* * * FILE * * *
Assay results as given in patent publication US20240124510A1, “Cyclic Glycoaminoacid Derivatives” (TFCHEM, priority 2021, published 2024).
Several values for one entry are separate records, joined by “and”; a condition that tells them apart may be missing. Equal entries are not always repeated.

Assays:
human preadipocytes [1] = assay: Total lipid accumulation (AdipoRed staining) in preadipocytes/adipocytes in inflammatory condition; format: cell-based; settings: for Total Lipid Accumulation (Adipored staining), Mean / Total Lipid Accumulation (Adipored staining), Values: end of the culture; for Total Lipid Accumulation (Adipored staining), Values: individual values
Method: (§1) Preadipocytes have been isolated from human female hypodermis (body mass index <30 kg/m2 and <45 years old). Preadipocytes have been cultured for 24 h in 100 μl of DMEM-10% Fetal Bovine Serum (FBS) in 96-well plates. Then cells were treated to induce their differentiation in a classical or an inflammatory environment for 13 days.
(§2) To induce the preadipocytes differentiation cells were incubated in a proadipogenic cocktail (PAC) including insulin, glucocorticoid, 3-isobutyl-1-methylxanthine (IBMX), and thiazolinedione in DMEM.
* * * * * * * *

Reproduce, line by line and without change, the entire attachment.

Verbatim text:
Assay results as given in patent publication US20240124510A1, “Cyclic Glycoaminoacid Derivatives” (TFCHEM, priority 2021, published 2024).
Several values for one entry are separate records, joined by “and”; a condition that tells them apart may be missing. Equal entries are not always repeated.

Assays:
human preadipocytes [1] = assay: Total lipid accumulation (AdipoRed staining) in preadipocytes/adipocytes in inflammatory condition; format: cell-based; settings: for Total Lipid Accumulation (Adipored staining), Mean / Total Lipid Accumulation (Adipored staining), Values: end of the culture; for Total Lipid Accumulation (Adipored staining), Values: individual values
Method: (§1) Preadipocytes have been isolated from human female hypodermis (body mass index <30 kg/m2 and <45 years old). Preadipocytes have been cultured for 24 h in 100 μl of DMEM-10% Fetal Bovine Serum (FBS) in 96-well plates. Then cells were treated to induce their differentiation in a classical or an inflammatory environment for 13 days.
(§2) To induce the preadipocytes differentiation cells were incubated in a proadipogenic cocktail (PAC) including insulin, glucocorticoid, 3-isobutyl-1-methylxanthine (IBMX), and thiazolinedione in DMEM.